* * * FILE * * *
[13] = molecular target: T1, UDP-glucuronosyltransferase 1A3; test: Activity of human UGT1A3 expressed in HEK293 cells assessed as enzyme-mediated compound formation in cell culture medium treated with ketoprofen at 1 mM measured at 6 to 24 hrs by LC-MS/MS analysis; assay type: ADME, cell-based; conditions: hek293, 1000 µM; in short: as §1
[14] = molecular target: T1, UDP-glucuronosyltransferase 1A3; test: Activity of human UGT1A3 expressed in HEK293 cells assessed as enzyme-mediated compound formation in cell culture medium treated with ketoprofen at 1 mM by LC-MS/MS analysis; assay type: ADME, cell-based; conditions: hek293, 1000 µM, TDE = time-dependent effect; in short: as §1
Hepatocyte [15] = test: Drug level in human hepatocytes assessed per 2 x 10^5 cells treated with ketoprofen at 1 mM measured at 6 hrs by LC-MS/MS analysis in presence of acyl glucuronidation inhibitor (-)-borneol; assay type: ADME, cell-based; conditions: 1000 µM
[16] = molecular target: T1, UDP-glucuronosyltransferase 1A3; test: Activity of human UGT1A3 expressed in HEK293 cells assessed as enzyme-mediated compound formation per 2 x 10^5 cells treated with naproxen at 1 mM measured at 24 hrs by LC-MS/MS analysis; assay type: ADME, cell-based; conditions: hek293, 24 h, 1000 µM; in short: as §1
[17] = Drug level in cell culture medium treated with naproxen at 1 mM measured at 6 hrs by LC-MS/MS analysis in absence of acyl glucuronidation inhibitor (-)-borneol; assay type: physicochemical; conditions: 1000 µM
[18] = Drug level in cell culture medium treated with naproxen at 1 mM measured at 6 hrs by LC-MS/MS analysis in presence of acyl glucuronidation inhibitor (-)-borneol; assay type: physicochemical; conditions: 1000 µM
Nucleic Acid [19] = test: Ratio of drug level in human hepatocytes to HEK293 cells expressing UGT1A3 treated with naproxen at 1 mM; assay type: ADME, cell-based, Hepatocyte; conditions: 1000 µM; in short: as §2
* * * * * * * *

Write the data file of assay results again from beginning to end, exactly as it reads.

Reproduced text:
[13] = molecular target: T1, UDP-glucuronosyltransferase 1A3; test: Activity of human UGT1A3 expressed in HEK293 cells assessed as enzyme-mediated compound formation in cell culture medium treated with ketoprofen at 1 mM measured at 6 to 24 hrs by LC-MS/MS analysis; assay type: ADME, cell-based; conditions: hek293, 1000 µM; in short: as §1
[14] = molecular target: T1, UDP-glucuronosyltransferase 1A3; test: Activity of human UGT1A3 expressed in HEK293 cells assessed as enzyme-mediated compound formation in cell culture medium treated with ketoprofen at 1 mM by LC-MS/MS analysis; assay type: ADME, cell-based; conditions: hek293, 1000 µM, TDE = time-dependent effect; in short: as §1
Hepatocyte [15] = test: Drug level in human hepatocytes assessed per 2 x 10^5 cells treated with ketoprofen at 1 mM measured at 6 hrs by LC-MS/MS analysis in presence of acyl glucuronidation inhibitor (-)-borneol; assay type: ADME, cell-based; conditions: 1000 µM
[16] = molecular target: T1, UDP-glucuronosyltransferase 1A3; test: Activity of human UGT1A3 expressed in HEK293 cells assessed as enzyme-mediated compound formation per 2 x 10^5 cells treated with naproxen at 1 mM measured at 24 hrs by LC-MS/MS analysis; assay type: ADME, cell-based; conditions: hek293, 24 h, 1000 µM; in short: as §1
[17] = Drug level in cell culture medium treated with naproxen at 1 mM measured at 6 hrs by LC-MS/MS analysis in absence of acyl glucuronidation inhibitor (-)-borneol; assay type: physicochemical; conditions: 1000 µM
[18] = Drug level in cell culture medium treated with naproxen at 1 mM measured at 6 hrs by LC-MS/MS analysis in presence of acyl glucuronidation inhibitor (-)-borneol; assay type: physicochemical; conditions: 1000 µM
Nucleic Acid [19] = test: Ratio of drug level in human hepatocytes to HEK293 cells expressing UGT1A3 treated with naproxen at 1 mM; assay type: ADME, cell-based, Hepatocyte; conditions: 1000 µM; in short: as §2